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We have all been in this scenario: you are absolutely slammed during your busy season, whether it be wedding season, graduation season, or the end of the fourth quarter, and a client comes to you begging you to shoot something that is completely out of your wheelhouse. Of course, if you want to keep that client, you want to tell them that you can shoot whatever they need you to. But, this isn’t how to best prepare your photography business for the busy season.
When it’s my busy season, I refuse to shoot outside of my photography niche. It helps me to fit in as many clients, in my niche, that I can. This, in turn, helps me build my reputation as the best (insert photography niche here) photographer in my city.
However, I don’t like to leave my clients hanging. So, during one of my less busy seasons, I created a list of trusted photographers in just about every photography niche I could. So, when clients come to me and ask me to shoot their house that they’re putting on the market, I can simply redirect them to someone who can help.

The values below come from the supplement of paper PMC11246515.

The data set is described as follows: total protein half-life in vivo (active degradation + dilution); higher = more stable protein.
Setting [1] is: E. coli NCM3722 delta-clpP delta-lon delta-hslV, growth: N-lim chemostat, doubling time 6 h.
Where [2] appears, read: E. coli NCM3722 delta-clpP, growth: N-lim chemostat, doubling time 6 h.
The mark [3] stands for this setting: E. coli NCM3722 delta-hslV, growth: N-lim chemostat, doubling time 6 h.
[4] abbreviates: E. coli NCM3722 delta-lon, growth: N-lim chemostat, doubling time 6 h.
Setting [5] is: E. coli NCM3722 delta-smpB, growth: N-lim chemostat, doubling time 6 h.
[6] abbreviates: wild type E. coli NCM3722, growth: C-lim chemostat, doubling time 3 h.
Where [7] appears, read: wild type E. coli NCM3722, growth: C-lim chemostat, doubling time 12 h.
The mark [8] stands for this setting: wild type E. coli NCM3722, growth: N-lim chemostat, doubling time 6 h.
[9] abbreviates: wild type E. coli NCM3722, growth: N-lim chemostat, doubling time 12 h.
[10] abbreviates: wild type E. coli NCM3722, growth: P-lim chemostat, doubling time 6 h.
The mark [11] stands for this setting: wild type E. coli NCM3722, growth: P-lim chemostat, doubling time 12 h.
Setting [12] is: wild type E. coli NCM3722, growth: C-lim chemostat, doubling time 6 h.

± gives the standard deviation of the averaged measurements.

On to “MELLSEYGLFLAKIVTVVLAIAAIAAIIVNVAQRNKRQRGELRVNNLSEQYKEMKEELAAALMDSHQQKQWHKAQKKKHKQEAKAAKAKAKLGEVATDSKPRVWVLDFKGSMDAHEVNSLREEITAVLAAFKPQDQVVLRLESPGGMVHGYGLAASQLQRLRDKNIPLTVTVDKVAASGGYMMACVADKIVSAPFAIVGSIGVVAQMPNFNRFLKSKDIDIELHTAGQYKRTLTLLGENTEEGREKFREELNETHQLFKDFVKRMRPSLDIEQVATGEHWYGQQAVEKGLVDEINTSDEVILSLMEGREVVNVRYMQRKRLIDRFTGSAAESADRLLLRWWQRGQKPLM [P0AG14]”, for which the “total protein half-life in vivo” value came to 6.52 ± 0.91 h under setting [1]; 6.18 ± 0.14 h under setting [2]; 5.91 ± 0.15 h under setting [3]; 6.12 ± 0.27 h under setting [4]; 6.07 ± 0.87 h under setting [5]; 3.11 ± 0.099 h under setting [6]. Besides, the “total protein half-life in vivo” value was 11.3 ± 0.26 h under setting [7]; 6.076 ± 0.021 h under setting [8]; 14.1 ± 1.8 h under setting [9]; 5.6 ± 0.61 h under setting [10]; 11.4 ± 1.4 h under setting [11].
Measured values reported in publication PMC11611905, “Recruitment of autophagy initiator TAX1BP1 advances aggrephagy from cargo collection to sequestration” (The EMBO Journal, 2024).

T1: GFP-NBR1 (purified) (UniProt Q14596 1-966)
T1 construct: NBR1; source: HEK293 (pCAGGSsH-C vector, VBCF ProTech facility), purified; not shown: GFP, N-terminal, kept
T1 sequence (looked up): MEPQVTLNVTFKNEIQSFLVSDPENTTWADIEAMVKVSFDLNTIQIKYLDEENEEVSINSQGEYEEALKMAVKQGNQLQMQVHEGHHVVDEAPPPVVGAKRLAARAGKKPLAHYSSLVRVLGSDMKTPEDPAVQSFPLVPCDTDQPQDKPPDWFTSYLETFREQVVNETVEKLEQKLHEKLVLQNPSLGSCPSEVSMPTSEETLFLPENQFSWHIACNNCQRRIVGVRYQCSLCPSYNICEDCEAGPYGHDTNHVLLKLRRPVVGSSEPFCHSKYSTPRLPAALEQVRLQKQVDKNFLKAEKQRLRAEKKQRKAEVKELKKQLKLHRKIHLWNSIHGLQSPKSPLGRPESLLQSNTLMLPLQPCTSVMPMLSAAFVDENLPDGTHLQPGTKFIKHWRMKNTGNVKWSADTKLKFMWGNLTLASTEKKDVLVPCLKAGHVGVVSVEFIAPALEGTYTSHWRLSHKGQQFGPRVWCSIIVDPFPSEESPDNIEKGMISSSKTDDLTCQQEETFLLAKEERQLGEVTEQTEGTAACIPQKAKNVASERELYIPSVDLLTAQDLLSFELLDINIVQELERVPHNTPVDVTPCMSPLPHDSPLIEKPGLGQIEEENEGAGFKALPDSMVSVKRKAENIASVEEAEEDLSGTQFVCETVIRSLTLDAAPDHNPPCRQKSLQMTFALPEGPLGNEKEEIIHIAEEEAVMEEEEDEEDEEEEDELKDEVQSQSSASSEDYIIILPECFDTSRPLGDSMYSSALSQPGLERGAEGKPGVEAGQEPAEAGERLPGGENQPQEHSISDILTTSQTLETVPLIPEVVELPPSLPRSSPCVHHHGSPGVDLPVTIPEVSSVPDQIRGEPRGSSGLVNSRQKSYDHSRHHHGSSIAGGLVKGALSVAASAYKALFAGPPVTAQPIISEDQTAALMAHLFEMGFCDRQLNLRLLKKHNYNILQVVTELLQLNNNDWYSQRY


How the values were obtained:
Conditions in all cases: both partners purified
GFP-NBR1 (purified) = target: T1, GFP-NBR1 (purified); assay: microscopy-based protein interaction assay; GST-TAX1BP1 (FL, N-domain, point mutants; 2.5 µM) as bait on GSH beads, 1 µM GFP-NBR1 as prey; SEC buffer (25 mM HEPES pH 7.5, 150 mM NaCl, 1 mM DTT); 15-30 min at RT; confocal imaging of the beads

In order to prepare your photography business for the busy season, I recommend you do the same. Besides, you can even make some money on those recommendations.
Outsource as Much as Possible
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Another way to prepare your photography business for the busy season is to outsource as much as you can.
This is definitely one of my favorite photography business tips, even outside of my busy season, because I can bring in more money from my clients if I’m shooting more often and bookkeeping or editing less often. However, it is an absolute must in order to prepare your photography business for the busy season.
Depending upon who you ask, there are a few different ways to tackle outsourcing. I am a fan of the first method, which is to write down all of the parts of running your business that you don’t like and outsourcing these items first. Doing work that you don’t enjoy can be really draining, which means you’ll be less motivated to do the parts of your business that you love. If you’re trying to max out your client capacity, then less motivation is not ideal.